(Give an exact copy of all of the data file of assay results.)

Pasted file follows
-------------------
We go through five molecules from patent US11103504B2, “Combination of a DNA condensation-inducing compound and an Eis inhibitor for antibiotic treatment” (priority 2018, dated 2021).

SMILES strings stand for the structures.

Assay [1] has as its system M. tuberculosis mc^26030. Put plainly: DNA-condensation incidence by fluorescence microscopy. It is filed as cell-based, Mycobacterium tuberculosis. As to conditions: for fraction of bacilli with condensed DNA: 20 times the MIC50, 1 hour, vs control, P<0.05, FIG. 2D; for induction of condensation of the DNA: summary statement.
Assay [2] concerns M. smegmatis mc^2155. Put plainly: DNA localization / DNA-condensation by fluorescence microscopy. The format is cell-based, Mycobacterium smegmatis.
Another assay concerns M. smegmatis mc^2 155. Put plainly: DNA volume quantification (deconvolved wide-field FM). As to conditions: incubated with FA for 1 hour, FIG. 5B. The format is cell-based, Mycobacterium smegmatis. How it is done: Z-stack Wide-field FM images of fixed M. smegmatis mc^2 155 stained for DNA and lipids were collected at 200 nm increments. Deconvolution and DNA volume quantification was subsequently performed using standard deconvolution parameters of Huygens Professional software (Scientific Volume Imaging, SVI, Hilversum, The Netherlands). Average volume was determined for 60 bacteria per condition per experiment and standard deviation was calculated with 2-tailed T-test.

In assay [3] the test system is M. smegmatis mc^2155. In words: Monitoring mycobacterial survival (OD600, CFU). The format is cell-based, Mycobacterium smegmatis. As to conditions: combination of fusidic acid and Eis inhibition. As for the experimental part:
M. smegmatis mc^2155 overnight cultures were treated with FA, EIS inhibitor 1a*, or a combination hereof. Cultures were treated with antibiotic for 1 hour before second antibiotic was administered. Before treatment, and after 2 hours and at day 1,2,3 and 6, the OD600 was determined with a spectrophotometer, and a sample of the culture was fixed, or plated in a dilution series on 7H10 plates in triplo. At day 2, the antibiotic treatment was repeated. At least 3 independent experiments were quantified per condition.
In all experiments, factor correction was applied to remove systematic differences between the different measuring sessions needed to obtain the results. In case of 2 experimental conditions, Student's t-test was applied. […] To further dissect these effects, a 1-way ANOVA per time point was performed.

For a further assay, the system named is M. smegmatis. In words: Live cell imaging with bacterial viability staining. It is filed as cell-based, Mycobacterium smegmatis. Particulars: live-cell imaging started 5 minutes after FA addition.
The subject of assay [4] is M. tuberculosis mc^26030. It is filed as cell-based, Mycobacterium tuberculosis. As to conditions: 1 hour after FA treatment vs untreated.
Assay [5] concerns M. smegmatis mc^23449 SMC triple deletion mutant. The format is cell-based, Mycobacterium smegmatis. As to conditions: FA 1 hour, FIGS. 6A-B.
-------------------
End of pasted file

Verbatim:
We go through five molecules from patent US11103504B2, “Combination of a DNA condensation-inducing compound and an Eis inhibitor for antibiotic treatment” (priority 2018, dated 2021).

SMILES strings stand for the structures.

Assay [1] has as its system M. tuberculosis mc^26030. Put plainly: DNA-condensation incidence by fluorescence microscopy. It is filed as cell-based, Mycobacterium tuberculosis. As to conditions: for fraction of bacilli with condensed DNA: 20 times the MIC50, 1 hour, vs control, P<0.05, FIG. 2D; for induction of condensation of the DNA: summary statement.
Assay [2] concerns M. smegmatis mc^2155. Put plainly: DNA localization / DNA-condensation by fluorescence microscopy. The format is cell-based, Mycobacterium smegmatis.
Another assay concerns M. smegmatis mc^2 155. Put plainly: DNA volume quantification (deconvolved wide-field FM). As to conditions: incubated with FA for 1 hour, FIG. 5B. The format is cell-based, Mycobacterium smegmatis. How it is done: Z-stack Wide-field FM images of fixed M. smegmatis mc^2 155 stained for DNA and lipids were collected at 200 nm increments. Deconvolution and DNA volume quantification was subsequently performed using standard deconvolution parameters of Huygens Professional software (Scientific Volume Imaging, SVI, Hilversum, The Netherlands). Average volume was determined for 60 bacteria per condition per experiment and standard deviation was calculated with 2-tailed T-test.

In assay [3] the test system is M. smegmatis mc^2155. In words: Monitoring mycobacterial survival (OD600, CFU). The format is cell-based, Mycobacterium smegmatis. As to conditions: combination of fusidic acid and Eis inhibition. As for the experimental part:
M. smegmatis mc^2155 overnight cultures were treated with FA, EIS inhibitor 1a*, or a combination hereof. Cultures were treated with antibiotic for 1 hour before second antibiotic was administered. Before treatment, and after 2 hours and at day 1,2,3 and 6, the OD600 was determined with a spectrophotometer, and a sample of the culture was fixed, or plated in a dilution series on 7H10 plates in triplo. At day 2, the antibiotic treatment was repeated. At least 3 independent experiments were quantified per condition.
In all experiments, factor correction was applied to remove systematic differences between the different measuring sessions needed to obtain the results. In case of 2 experimental conditions, Student's t-test was applied. […] To further dissect these effects, a 1-way ANOVA per time point was performed.

For a further assay, the system named is M. smegmatis. In words: Live cell imaging with bacterial viability staining. It is filed as cell-based, Mycobacterium smegmatis. Particulars: live-cell imaging started 5 minutes after FA addition.
The subject of assay [4] is M. tuberculosis mc^26030. It is filed as cell-based, Mycobacterium tuberculosis. As to conditions: 1 hour after FA treatment vs untreated.
Assay [5] concerns M. smegmatis mc^23449 SMC triple deletion mutant. The format is cell-based, Mycobacterium smegmatis. As to conditions: FA 1 hour, FIGS. 6A-B.